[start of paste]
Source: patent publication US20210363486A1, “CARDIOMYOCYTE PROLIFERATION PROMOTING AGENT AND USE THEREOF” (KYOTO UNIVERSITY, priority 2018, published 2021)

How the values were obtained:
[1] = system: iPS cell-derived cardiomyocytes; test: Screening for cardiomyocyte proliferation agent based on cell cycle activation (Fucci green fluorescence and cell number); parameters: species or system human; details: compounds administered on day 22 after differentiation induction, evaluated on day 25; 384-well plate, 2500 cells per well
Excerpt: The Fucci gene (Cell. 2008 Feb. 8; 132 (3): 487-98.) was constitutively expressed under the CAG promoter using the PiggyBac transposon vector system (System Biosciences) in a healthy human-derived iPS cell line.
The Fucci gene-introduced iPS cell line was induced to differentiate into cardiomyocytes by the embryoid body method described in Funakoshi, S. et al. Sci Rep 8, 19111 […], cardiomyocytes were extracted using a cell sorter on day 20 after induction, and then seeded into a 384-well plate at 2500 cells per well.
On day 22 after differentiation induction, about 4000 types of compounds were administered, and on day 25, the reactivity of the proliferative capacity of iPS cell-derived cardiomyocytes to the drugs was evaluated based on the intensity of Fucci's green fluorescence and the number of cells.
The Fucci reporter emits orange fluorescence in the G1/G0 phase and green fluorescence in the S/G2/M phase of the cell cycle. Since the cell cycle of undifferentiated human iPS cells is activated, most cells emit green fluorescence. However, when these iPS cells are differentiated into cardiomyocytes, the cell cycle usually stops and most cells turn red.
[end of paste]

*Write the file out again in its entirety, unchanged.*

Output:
Source: patent publication US20210363486A1, “CARDIOMYOCYTE PROLIFERATION PROMOTING AGENT AND USE THEREOF” (KYOTO UNIVERSITY, priority 2018, published 2021)

How the values were obtained:
[1] = system: iPS cell-derived cardiomyocytes; test: Screening for cardiomyocyte proliferation agent based on cell cycle activation (Fucci green fluorescence and cell number); parameters: species or system human; details: compounds administered on day 22 after differentiation induction, evaluated on day 25; 384-well plate, 2500 cells per well
Excerpt: The Fucci gene (Cell. 2008 Feb. 8; 132 (3): 487-98.) was constitutively expressed under the CAG promoter using the PiggyBac transposon vector system (System Biosciences) in a healthy human-derived iPS cell line.
The Fucci gene-introduced iPS cell line was induced to differentiate into cardiomyocytes by the embryoid body method described in Funakoshi, S. et al. Sci Rep 8, 19111 […], cardiomyocytes were extracted using a cell sorter on day 20 after induction, and then seeded into a 384-well plate at 2500 cells per well.
On day 22 after differentiation induction, about 4000 types of compounds were administered, and on day 25, the reactivity of the proliferative capacity of iPS cell-derived cardiomyocytes to the drugs was evaluated based on the intensity of Fucci's green fluorescence and the number of cells.
The Fucci reporter emits orange fluorescence in the G1/G0 phase and green fluorescence in the S/G2/M phase of the cell cycle. Since the cell cycle of undifferentiated human iPS cells is activated, most cells emit green fluorescence. However, when these iPS cells are differentiated into cardiomyocytes, the cell cycle usually stops and most cells turn red.